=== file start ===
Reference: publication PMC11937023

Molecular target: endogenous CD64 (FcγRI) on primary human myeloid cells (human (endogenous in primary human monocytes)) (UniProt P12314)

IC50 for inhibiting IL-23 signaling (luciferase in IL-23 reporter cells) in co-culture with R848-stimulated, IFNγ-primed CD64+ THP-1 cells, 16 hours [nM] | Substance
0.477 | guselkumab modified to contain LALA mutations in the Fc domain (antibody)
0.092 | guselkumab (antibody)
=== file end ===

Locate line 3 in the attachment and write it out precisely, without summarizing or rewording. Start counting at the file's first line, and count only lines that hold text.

IC50 for inhibiting IL-23 signaling (luciferase in IL-23 reporter cells) in co-culture with R848-stimulated, IFNγ-primed CD64+ THP-1 cells, 16 hours [nM] | Substance